Managing Absenteeism in the Call Centre
Forget Wimbledon and Ascot. The World Cup is the biggest sports fixture this year, and with it comes the nightmare of dealing with absenteeism in the call centre. As Adrian Garton reveals, however, you don’t have to give your staff a red card – or even a yellow one – so long as you manage the process effectively.
When the sun is shining and the World Cup is on, pulling a sickie doesn’t seem to be a big deal for a call centre agent. However, the cost of absenteeism to the contact centre industry is significant – and probably one of the biggest issues up there with agent churn. This year’s annual “Contact Centre Benchmarking Report” by Merchants showed absenteeism figures to be up on last year from 8% to 11%. And when we consider that 3% is a manageable figure but anything over 5% loses a call centre money, these are frightening figures.
The reasons behind such high levels of absenteeism do not stem from an unusually sickly workforce, but from lack of motivation and a somewhat blase attitude to the importance of attendance in the call centre. Unsurprisingly, then, when a contact centre employee wakes up and makes that split second decision on whether he or she will go in to work that day, it is the job of the effective manager to ensure that the answer is ‘yes’ as often as possible.
Don’t ever mention plasma screens again
With the World Cup now nearly at a close, I can offer a few insights in to the perils of absenteeism and some practical solutions we have used to encourage attendance. For example, I always hear
|Steps to help you tackle absence
the age-old plasma-screen-in-the-call-centre solution whenever there is a big sporting event on. Expecting a member of staff to carry out their job while watching a football match on a plasma screen is a ridiculous notion, yet time and time again it is mentioned. Just imagine how a customer would feel if they called up as the penalty shoot out was taking place.
During this year’s World Cup, creative planning by managers has kept absence low in Merchants’ call centres. By embracing the tournament within the workplace and coming up with creative staffing solutions, we have managed to avoid the expected levels of absenteeism and have increased employees’ engagement with their work. Below are some of the solutions we have employed.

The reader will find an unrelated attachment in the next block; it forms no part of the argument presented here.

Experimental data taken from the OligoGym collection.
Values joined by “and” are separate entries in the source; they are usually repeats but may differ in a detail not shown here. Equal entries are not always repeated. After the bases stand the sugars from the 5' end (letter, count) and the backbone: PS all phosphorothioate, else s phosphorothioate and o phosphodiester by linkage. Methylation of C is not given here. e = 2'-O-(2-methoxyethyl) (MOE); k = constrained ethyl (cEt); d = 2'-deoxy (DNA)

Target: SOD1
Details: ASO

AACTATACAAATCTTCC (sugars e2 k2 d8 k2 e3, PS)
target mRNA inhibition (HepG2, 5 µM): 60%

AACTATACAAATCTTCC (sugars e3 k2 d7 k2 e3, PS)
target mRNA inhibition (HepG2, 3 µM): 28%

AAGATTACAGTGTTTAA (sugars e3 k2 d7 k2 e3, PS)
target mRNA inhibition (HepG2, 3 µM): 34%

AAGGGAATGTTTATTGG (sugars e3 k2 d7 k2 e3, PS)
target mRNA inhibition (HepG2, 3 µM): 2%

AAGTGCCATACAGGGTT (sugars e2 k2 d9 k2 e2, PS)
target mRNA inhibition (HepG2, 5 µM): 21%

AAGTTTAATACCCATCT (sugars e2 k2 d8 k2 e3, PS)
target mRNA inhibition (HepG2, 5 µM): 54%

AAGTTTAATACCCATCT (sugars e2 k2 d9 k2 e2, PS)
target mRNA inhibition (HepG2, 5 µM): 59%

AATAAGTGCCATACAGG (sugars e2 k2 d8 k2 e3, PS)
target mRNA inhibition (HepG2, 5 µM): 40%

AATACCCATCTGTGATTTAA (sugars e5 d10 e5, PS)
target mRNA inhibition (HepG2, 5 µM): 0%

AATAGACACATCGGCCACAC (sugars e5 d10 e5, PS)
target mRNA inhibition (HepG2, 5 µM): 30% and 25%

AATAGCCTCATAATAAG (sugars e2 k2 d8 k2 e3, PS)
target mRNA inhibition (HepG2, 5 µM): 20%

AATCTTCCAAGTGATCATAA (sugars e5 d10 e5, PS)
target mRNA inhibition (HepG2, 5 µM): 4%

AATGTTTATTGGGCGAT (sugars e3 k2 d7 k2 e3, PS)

Staff teams in the contact centres have adopted countries and decked out their work areas in the team colours. The decorations stay up for as long as the team remains in the competition and the winning team are rewarded with a team meal out.
Using this approach, the workplace has some connection to the outside world for employees. It also brings a little variety in to the working day. At that split second when the employee wakes up and decides whether or not to go in to work, this may just tip the balance.
In most contact centres there will be a group of people who are dying to watch the World Cup – so much so they will call in sick in order to watch it. There will also be a group of people who could not care less what David Beckham is up to on the pitch.
We have been successful in the simple yet effective rescheduling of rotas so that those who want to watch the match are scheduled to be off, and those who don’t can cover the phones. Genius.
Being flexible with leave
Forward planning is the key. As a manager it is better to have six people on pre-arranged holiday than six unexpected absences during the England game. Forewarned is forearmed. If you have notice of absences, you can schedule more people to cover.
Absence management plans
With the best will in the world, absenteeism still occurs. When I am training call centre team managers, I suggest the use of a simple four-step procedure to manage absenteeism and increase staff engagement with the role:
Stage one: make personal contact with the individual